How do we route Santa?
Some things seem very simple, supposing I ask you to visit 10 friends in the shortest possible distance.
This is quite an easy problem for us to solve simply by looking at a map. But in how many different orders can you arrange the 10 visits?
The number of possible ways in which we can visit our 10 friends is calculated as ... = (10x9x8x7x5x4x3x2x1)/2*10.
So there are 181,440 different orders we can visit our friends in!
For a simple problem such as visiting 10 friends we can easily solve the problem by looking at a map and using some common sense.
Q: What if Santa has to visit 50 houses?...
A: There would be 3041409320171337804361260816606476884437764156896051200000000000 possible routes that he can take....! If we have to visit more than a few houses it becomes impossible to check all of the possible routes, even using a computer would take a very long time.
Q: How can we solve a complex problem like this quickly?...
A: We can solve this problem using a simple computer program known as an Evolutionary Algorithm.
It works like this..
1) Create a group of routes each visiting all of the houses in a random order
2) Work out the length of each route
3) Pick random pairs of some of the shortest routes in our group
4) From each pair of routes, create a new route containing some of the route from each of the pair (the new routes must still visit all of the houses)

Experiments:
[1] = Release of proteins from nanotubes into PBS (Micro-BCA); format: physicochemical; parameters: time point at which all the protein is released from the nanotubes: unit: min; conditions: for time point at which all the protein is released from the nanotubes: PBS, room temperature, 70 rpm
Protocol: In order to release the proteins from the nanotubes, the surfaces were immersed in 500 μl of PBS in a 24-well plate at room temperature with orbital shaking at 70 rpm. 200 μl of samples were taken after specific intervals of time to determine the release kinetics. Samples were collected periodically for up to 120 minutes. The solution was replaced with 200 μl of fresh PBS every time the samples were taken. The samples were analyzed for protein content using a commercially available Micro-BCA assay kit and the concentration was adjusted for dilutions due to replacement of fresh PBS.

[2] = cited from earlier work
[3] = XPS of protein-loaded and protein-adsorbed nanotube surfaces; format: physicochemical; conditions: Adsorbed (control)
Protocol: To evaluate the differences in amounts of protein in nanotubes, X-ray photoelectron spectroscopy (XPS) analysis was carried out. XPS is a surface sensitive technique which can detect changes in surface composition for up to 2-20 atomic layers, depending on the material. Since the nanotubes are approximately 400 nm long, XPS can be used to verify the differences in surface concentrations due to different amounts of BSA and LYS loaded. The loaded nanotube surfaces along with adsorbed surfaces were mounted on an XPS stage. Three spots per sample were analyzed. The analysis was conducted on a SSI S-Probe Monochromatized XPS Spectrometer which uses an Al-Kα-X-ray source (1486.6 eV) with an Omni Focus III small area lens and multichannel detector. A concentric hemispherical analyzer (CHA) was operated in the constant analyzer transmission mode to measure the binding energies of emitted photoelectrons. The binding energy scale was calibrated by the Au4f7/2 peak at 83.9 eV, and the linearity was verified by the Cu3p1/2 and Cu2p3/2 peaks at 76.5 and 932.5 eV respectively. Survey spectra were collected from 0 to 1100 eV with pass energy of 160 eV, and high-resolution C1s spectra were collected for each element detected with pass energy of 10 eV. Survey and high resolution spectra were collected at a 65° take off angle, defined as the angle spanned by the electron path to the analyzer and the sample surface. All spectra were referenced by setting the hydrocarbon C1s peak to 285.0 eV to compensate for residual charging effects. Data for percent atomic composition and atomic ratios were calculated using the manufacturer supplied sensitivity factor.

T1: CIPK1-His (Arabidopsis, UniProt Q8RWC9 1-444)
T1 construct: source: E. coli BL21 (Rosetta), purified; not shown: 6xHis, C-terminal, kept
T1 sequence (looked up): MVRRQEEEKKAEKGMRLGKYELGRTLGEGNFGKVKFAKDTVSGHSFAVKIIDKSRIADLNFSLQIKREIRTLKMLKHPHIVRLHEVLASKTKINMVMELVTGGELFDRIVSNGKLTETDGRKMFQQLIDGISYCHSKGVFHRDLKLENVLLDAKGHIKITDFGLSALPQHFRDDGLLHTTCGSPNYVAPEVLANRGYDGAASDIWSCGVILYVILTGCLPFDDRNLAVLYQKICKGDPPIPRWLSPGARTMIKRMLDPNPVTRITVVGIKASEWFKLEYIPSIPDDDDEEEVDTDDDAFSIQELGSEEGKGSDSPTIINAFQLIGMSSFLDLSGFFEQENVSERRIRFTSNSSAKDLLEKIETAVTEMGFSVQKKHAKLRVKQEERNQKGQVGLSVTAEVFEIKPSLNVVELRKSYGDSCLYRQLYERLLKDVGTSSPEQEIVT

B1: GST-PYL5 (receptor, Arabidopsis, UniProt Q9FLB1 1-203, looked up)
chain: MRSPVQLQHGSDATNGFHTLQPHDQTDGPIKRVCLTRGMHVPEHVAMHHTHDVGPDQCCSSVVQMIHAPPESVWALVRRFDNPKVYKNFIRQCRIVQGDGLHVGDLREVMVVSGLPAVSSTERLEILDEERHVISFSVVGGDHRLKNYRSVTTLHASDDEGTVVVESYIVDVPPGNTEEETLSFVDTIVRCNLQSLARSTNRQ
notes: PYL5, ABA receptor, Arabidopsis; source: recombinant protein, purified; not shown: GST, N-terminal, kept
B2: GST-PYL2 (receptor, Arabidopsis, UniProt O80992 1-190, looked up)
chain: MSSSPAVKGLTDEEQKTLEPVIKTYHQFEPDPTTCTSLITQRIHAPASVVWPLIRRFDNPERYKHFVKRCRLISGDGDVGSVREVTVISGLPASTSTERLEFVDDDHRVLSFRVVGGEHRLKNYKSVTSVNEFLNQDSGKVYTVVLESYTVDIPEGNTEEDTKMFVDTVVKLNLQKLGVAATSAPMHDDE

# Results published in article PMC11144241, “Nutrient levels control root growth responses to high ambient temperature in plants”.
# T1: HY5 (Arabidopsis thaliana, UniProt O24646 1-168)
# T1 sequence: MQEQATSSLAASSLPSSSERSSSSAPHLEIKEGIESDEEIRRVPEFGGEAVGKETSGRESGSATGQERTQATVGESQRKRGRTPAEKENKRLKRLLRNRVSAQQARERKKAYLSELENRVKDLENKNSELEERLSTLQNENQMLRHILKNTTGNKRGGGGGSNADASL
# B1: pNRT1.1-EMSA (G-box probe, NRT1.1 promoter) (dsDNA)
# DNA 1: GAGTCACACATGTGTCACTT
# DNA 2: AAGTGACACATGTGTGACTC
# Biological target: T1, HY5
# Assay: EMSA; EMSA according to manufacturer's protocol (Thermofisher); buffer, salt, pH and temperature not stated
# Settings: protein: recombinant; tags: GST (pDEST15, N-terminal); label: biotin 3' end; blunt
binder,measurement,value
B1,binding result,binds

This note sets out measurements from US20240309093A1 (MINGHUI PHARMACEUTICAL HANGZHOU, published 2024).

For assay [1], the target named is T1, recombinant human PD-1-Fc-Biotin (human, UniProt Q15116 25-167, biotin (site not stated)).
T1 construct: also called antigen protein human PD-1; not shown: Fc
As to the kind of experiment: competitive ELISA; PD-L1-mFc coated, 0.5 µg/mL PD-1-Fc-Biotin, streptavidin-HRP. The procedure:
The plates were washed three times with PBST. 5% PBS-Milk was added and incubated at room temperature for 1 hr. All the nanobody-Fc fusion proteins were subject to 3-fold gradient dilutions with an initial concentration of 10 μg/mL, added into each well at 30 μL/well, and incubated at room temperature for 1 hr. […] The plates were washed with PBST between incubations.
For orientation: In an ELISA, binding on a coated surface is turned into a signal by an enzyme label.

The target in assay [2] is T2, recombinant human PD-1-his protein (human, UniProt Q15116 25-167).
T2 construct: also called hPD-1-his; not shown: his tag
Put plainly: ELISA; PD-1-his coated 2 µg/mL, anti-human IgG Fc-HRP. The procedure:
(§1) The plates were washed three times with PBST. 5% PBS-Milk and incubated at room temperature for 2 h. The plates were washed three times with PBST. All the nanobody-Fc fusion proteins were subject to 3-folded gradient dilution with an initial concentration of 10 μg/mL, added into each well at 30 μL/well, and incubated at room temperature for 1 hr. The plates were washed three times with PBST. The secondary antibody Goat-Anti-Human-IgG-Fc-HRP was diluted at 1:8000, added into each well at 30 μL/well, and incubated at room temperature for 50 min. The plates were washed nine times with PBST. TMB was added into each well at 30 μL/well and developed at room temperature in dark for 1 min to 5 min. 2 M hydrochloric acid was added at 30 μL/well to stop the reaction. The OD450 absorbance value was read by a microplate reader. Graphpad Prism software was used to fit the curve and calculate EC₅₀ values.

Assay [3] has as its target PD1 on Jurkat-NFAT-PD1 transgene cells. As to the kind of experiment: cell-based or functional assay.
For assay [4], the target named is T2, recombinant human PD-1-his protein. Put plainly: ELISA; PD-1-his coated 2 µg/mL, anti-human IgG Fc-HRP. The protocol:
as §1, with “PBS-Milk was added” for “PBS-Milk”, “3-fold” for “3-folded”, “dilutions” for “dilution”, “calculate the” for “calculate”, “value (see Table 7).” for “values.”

5) Make a random change (such as swapping the order of two houses) to each of the new routes
6) Measure the length of the new routes
7) Add each of the new routes back into the main group, replacing a longer route
8) Go back to step 2
After running this program for a while, we should find that our routes are getting shorter and shorter. There's no guarantee that our programme will find the shortest route, but after a short time, it should find a good short route, the longer we run the program the shorter the routes should become, if we run the program for long enough it should find the shortest route
We have an Evolutionary Algorithm running on the GrotoServer, which is constantly trying to evolve shorter routes. It runs constantly, so the route will evolve over time.
About the author
Dr Neil Urquhart is a lecturer at Edinburgh Napier University, School of Computing (SOC)
where he teaches software engineering and leads the BSc Computing
He is a researcher in the Institute for Informatics and Digital Innovation where his research interests include the application of Evolutionary Algorithms and other techniques to the optimisation of scheduling and routing problems. He has a special interest in the challenges involving the optimisation of real-world problems.